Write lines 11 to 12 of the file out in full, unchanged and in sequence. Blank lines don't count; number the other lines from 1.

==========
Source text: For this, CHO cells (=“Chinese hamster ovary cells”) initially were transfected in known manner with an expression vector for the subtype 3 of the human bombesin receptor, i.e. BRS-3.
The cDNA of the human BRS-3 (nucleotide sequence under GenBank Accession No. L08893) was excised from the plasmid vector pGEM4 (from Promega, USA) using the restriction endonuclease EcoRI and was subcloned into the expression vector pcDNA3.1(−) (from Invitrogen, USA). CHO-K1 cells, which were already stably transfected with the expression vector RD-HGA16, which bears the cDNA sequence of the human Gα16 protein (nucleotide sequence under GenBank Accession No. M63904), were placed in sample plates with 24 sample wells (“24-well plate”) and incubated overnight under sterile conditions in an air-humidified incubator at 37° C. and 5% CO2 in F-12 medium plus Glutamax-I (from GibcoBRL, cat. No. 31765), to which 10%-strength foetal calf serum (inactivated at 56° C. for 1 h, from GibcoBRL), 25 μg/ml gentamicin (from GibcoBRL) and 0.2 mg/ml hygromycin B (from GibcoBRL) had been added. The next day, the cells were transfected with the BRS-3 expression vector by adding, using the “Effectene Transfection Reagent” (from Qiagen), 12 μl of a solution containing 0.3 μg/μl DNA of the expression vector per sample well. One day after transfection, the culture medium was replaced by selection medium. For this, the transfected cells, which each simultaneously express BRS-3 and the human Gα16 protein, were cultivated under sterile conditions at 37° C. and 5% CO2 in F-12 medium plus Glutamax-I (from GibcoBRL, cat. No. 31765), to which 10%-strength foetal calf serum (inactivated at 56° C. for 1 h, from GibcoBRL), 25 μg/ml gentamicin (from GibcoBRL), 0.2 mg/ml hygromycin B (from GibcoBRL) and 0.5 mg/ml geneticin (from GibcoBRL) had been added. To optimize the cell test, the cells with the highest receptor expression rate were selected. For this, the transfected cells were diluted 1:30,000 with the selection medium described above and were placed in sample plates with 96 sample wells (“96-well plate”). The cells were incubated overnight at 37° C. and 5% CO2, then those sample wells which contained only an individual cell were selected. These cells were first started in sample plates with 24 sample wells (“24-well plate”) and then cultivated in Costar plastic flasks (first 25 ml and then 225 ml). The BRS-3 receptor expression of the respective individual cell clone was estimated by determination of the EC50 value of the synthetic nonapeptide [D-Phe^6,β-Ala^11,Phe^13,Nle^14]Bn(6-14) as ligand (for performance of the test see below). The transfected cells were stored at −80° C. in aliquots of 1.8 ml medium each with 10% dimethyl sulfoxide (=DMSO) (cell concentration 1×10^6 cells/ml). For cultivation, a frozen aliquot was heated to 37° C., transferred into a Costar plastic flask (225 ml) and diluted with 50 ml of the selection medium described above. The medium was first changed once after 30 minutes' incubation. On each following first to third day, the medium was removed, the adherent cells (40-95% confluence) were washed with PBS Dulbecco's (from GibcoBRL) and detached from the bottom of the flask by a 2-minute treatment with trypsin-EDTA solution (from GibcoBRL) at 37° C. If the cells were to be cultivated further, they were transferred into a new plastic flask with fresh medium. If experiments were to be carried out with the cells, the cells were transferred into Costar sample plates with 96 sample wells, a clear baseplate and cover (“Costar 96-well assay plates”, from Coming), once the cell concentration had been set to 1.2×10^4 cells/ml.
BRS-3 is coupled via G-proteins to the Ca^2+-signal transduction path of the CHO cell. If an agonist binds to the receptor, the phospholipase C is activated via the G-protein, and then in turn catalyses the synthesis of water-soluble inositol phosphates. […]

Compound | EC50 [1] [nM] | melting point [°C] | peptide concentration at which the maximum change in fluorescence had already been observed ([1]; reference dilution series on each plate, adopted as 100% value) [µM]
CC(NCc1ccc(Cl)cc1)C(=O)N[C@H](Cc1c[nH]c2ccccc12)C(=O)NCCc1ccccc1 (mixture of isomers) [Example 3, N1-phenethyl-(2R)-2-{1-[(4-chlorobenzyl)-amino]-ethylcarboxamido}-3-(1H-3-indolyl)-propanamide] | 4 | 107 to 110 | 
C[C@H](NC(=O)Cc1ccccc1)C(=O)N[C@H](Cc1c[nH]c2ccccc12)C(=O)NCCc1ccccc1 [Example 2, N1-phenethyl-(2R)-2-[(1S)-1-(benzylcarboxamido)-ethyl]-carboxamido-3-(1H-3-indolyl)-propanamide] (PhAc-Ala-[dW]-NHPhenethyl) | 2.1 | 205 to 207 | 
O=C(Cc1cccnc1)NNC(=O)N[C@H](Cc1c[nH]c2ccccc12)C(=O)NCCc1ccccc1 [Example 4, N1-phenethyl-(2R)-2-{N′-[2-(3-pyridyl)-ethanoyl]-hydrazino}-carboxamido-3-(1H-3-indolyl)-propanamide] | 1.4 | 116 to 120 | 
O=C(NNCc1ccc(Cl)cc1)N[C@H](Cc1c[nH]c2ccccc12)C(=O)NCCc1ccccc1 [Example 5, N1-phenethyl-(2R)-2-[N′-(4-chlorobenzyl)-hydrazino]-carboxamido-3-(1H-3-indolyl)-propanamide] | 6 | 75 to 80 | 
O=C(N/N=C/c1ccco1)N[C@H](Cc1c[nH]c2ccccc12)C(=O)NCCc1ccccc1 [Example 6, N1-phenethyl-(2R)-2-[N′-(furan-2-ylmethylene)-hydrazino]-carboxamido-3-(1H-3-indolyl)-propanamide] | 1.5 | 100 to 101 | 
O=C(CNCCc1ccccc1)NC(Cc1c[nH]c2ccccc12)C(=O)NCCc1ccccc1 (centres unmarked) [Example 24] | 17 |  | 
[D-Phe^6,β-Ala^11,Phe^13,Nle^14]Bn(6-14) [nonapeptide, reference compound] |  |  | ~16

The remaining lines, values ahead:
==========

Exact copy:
[D-Phe^6,β-Ala^11,Phe^13,Nle^14]Bn(6-14) [nonapeptide, reference compound] |  |  | ~16

The remaining lines, values ahead: